A “forest” of sweet gum trees grows through openings in the concrete slabs of this house in Morelia, Mexico, by Roof Arquitectos, providing an alternative to a central courtyard (+ movie).
Roof Arquitectos co-founders Rogelio Vallejo and Francisco Noriega designed the house for a plot opposite a park for client Julio Hernández and his son.
The architects wanted to base the design of Julio Hernández House on another residence in the city, which they arranged around a courtyard containing a cluster of oak trees.
“When we started developing this house, we wanted to explore the architectonic and sensorial possibilities offered by a patio, containing small, nestled forests, almost in the same way we did it in our last project,” said Vallejo and Noriega.
But the client had other ideas. Hernández initially requested a single-storey 350-square-metre residence to maximise the footprint of the plot, leaving a remainder of just 50 square metres for private outdoor space.
“This unbalanced proportion between house and void did not allow for the desired influence of clear space throughout the house,” said the architects.
They decided to divide their 50-square-metre allowance into 23 small plant beds, each containing a sweet gum tree. These are integrated into the house’s concrete foundation slab and distributed along three of its facades.
Rectangular voids cut in the slab above, which is supported by rows of slender white columns, allow sunlight to filter through to ground level and also provide space for the trees to mature.
Once the house was complete and the planting in place, the client asked for an extra storey where he could practice yoga among the tree tops.
“This approach allowed us to explore possibilities that go beyond the contemplation of a patio and enable a way of living in a more immersive way that generates a distinct aesthetic,” said Roof Arquitectos, which described the gum trees as a “small forest”.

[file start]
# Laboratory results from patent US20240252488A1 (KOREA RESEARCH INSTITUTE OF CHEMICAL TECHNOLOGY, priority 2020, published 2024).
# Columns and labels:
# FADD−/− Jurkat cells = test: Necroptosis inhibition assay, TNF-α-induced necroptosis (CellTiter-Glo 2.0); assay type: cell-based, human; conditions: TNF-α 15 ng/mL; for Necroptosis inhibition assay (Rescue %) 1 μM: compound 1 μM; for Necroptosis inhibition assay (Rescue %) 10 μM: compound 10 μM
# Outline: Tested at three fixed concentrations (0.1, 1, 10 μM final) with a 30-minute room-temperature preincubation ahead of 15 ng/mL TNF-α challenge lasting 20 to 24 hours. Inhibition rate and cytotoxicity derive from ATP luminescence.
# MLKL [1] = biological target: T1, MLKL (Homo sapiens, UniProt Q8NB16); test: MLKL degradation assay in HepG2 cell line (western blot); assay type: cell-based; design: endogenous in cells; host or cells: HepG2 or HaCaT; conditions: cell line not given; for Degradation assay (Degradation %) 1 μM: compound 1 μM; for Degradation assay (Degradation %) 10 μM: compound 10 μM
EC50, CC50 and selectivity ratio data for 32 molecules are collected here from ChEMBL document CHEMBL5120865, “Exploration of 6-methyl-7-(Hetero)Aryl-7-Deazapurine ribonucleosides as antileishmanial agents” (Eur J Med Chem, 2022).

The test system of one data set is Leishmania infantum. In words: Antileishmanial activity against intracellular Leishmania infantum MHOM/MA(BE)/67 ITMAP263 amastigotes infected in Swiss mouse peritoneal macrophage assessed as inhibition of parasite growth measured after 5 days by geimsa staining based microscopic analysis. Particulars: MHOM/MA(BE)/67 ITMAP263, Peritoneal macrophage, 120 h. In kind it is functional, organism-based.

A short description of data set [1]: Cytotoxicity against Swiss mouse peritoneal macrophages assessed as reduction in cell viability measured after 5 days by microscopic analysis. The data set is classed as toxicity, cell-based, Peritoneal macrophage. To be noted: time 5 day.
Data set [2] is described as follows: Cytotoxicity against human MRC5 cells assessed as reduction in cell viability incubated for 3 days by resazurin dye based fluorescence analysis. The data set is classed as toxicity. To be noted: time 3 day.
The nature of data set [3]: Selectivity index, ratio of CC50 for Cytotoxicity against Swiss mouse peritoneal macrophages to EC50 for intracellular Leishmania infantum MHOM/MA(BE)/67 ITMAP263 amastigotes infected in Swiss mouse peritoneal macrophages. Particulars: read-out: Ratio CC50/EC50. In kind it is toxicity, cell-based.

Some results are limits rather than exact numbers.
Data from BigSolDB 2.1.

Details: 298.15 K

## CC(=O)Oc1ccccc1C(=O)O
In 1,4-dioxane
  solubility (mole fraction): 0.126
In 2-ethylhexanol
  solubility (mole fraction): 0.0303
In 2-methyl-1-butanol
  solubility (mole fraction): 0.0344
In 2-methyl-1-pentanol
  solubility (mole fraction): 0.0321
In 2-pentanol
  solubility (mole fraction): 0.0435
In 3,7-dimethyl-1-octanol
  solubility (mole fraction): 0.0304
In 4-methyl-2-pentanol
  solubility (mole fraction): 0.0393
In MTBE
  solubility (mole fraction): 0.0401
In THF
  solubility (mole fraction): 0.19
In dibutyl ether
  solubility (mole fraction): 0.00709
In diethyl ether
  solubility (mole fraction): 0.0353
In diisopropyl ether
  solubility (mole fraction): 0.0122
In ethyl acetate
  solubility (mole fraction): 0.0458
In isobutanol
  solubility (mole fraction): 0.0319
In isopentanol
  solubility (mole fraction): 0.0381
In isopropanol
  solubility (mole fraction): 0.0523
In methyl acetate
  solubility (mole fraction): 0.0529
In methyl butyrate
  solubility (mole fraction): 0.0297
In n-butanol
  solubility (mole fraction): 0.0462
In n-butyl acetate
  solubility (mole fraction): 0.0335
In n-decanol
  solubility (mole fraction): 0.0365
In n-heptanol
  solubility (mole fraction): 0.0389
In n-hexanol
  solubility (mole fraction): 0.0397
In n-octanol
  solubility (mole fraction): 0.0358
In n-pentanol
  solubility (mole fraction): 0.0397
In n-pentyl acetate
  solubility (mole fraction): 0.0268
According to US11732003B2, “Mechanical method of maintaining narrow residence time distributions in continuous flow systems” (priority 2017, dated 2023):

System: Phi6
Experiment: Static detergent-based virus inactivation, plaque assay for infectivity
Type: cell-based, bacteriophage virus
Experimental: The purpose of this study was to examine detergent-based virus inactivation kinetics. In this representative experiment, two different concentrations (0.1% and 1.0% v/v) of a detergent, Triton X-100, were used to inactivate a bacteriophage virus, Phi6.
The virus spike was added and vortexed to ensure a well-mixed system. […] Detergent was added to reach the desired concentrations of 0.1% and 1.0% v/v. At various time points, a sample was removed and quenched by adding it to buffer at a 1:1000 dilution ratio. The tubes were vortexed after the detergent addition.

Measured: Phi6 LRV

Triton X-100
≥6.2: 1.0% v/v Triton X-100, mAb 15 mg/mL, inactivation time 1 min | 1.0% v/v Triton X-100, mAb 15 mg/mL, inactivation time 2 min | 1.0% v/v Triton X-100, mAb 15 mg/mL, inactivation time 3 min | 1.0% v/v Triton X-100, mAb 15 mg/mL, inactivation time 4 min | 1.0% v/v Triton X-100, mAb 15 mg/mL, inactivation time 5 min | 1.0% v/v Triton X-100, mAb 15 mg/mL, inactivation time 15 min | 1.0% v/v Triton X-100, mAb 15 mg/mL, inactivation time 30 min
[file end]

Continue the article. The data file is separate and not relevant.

“The house itself was opened to the garden as a way to embrace the surrounding public space, by a direct link between the house and both the front street and the communal garden,” added the studio.
Sliding glazing forms three of the house’s facades, while an opaque slab forms the fourth. The architects based the density of the “forest” on the degree of transparency they wanted to achieve – either permitting or blocking views from the street and park.
Two bedrooms and bathrooms sit alongside an open-plan living space at ground level, and are partially separated from each other by a screen of trees.
The design of the upper floor mirrors the base, with voids in the roof slab corresponding with those in the floor plate below. It hosts two further bedrooms with en-suite bathrooms, as well as an open space to practice yoga in.
The top of the lower slab is covered in decking to form a terrace and glass balustrades surround the rectangular voids.
The difficulty of incorporating pockets of planting and trees into space-short dwellings and businesses has led architects to a develop a range of innovative solutions.
Vietnamese firm Vo Trong Nghia Architects planted trees on the roof top of its fragmented home in a densely populated neighbourhood of Ho Chi Minh City, while Japanese studio Hamada Design chose to frame foliage within a large light well in a beauty salon in the city of Koga.
More extreme interpretations of integrated greenery include a proposal by Kazakh architect Aibek Almassov to grow a huge fir tree within a tubular glasshouse.
Photography and video is by NOME filmes.
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